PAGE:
A White Rock man is calling for increased security measures – such as CCTV cameras and fencing – at the South Surrey Park & Ride after his vehicle’s gas supply was pilfered by thieves this week.
Christian Lane tweeted about the incident Wednesday, including a photo of the damage that shows a drill bit lodged in the tank.
Thursday, he told Peace Arch News the discovery was “not anything I was prepared for.”
Lane said he parked his GMC pickup at the lot – located at 3800 King George Blvd. – at 7 a.m. Nov. 13 to take transit to work in Vancouver. On his return, around 5:30 p.m., he could smell gas, but didn’t think anything of it – until he fired up his truck.
That’s when Lane noticed his fuel gauge was lower than it should have been, considering how recently he’d filled his tank, and it clicked that the gas smell was likely his fuel.
He said he immediately shut off his truck and investigated underneath his vehicle. Using the light of his cellphone, he found a hole and drill bit in his tank.
Lane said firefighters who responded to deal with the fuel spill, as well as the tow truck operator, told him incidents of fuel theft as well as catalytic-converter thefts are common at the lot.
In a February letter, Sereno Masotti told PAN how the catalytic converter had been taken from his van while it was parked at the same lot. When he took it for repair, he was told 20 of the devices had been replaced in the same week.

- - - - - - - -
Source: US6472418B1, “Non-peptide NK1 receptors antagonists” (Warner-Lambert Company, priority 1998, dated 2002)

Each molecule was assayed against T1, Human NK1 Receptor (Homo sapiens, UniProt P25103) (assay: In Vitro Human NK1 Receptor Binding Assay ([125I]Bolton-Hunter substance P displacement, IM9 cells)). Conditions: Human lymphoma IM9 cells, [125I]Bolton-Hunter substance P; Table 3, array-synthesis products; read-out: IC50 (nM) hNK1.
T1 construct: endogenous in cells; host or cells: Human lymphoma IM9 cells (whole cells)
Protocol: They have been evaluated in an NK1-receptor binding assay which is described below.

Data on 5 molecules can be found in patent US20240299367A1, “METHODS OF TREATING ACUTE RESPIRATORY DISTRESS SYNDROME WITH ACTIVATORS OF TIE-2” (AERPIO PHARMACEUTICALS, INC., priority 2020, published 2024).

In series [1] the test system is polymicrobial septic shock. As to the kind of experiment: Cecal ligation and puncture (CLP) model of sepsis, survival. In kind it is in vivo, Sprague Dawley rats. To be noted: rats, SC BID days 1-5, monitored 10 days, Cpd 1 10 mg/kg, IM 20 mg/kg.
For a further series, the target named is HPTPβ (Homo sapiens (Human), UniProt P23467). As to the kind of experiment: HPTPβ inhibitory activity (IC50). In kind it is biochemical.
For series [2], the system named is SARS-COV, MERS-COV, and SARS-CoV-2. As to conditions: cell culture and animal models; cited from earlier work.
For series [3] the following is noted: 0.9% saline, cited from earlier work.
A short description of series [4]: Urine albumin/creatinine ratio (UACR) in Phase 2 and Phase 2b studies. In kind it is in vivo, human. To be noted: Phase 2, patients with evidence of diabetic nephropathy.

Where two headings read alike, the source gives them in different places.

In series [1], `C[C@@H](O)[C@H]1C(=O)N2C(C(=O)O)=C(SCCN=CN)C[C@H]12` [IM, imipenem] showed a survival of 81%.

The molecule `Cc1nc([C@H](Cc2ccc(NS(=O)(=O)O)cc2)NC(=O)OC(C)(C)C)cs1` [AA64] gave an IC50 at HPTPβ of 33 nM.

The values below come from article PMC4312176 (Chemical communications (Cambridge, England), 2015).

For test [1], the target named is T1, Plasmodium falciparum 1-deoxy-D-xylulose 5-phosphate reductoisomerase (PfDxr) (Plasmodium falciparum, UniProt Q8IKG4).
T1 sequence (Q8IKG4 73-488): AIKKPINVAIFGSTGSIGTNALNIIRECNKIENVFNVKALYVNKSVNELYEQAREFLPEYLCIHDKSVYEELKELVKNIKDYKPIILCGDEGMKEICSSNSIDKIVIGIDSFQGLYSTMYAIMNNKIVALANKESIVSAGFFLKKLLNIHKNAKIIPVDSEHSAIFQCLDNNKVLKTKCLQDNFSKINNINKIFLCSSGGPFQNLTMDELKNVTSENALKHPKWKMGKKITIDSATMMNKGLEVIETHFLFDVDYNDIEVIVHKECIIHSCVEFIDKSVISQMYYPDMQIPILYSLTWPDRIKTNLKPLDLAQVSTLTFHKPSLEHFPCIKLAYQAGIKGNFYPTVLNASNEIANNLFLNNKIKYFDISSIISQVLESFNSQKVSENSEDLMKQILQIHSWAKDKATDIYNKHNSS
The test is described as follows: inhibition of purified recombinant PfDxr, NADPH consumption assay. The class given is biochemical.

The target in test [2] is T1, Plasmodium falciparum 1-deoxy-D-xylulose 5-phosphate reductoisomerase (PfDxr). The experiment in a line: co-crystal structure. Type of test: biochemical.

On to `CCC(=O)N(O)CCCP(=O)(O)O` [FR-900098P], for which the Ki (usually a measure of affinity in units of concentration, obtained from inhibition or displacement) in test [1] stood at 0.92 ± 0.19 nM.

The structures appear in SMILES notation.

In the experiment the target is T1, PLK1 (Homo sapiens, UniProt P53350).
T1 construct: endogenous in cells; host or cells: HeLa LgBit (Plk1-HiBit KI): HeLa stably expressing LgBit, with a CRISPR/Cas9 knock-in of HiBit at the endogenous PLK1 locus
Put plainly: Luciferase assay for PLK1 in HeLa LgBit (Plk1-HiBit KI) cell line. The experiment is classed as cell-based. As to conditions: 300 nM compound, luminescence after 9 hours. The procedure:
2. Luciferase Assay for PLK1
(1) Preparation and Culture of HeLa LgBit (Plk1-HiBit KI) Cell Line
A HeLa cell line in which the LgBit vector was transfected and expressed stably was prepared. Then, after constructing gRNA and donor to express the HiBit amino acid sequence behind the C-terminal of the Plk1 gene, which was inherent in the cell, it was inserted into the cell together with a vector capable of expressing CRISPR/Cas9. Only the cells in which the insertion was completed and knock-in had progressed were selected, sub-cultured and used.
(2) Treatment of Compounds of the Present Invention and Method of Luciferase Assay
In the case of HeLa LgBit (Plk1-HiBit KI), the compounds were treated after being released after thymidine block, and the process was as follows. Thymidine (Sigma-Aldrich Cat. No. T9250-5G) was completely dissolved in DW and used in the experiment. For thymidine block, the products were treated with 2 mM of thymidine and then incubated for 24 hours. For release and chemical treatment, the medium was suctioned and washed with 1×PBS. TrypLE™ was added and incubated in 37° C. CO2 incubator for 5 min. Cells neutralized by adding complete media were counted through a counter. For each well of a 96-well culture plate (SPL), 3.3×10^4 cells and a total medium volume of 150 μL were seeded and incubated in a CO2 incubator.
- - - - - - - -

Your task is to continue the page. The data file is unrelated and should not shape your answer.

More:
Thursday, Langley resident Teresa Coverdale said her vehicle was also damaged and the fuel drained while it was parked at the South Surrey Park & Ride on Nov. 1.
TransLink officials, when asked about security measures in place at the lot, acknowledged the company operated the site, but said as the land belongs to the province, “that would be a province question,” and directed questions to the Ministry of Transportation and Infrastructure, as well as to Transit Police.
Ministry officials on Friday were not immediately able to comment.
Transit Police spokesperson Anne Drennan referred questions regarding CCTV cameras at the lot to TransLink.
Regarding fuel theft, Drennan said she has asked Transit Police analysts to research the incidents. As for catalytic converters, “we have had very few of these thefts reported to us, in 2019,” she said.
Lane, meanwhile, said his experience will land him with a repair bill of about $1,000. While it won’t dissuade him from parking at the lot, he said he’ll likely “be a little more vigilant about where I’m parking in that lot.”
He maintains that something needs to be done to discourage the criminal activity, to give those considering it pause.
Theft aside, the risks of drilling into a fuel tank are noteworthy, he said.
“From a liability standpoint, it makes no sense to me at all that TransLink wouldn’t be looking at some sort of mitigation,” he said.